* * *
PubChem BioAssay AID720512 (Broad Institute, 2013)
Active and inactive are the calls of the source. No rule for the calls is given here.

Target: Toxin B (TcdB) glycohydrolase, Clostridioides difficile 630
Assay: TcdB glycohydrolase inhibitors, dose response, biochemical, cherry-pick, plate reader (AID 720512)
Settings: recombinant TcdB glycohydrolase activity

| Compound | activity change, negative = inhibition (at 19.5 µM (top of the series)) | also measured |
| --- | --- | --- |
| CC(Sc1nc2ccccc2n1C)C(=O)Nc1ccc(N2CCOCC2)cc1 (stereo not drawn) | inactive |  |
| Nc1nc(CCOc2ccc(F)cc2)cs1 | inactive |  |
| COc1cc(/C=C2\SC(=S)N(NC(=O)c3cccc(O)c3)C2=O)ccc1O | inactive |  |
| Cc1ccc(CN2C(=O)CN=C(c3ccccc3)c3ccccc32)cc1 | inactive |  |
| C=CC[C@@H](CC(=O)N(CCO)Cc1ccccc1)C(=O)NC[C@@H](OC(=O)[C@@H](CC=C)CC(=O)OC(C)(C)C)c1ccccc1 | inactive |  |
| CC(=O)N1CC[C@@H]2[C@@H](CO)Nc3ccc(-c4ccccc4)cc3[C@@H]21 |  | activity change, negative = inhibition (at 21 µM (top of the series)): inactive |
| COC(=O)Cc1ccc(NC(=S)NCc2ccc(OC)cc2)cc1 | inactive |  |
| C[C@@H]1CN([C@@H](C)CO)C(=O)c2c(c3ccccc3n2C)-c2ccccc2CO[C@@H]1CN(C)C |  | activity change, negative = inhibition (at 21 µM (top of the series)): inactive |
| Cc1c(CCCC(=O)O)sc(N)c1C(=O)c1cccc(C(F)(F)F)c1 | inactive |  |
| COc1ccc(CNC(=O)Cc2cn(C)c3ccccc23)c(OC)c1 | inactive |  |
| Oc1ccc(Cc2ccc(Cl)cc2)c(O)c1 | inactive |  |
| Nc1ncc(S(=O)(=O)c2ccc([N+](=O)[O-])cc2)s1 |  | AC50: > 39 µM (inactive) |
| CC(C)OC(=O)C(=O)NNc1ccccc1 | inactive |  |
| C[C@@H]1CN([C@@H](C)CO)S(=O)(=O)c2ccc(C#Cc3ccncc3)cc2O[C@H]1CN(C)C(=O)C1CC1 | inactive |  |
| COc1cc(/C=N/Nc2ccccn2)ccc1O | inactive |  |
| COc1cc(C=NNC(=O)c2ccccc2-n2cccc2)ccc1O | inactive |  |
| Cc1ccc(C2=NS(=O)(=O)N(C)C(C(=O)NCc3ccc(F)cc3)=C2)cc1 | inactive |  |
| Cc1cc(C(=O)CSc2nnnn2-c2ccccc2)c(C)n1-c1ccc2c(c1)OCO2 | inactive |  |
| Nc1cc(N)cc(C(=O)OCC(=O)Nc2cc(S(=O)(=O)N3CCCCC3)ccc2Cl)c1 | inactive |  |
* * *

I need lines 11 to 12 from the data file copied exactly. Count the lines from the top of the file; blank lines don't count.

| Cc1ccc(CN2C(=O)CN=C(c3ccccc3)c3ccccc32)cc1 | inactive |  |
| C=CC[C@@H](CC(=O)N(CCO)Cc1ccccc1)C(=O)NC[C@@H](OC(=O)[C@@H](CC=C)CC(=O)OC(C)(C)C)c1ccccc1 | inactive |  |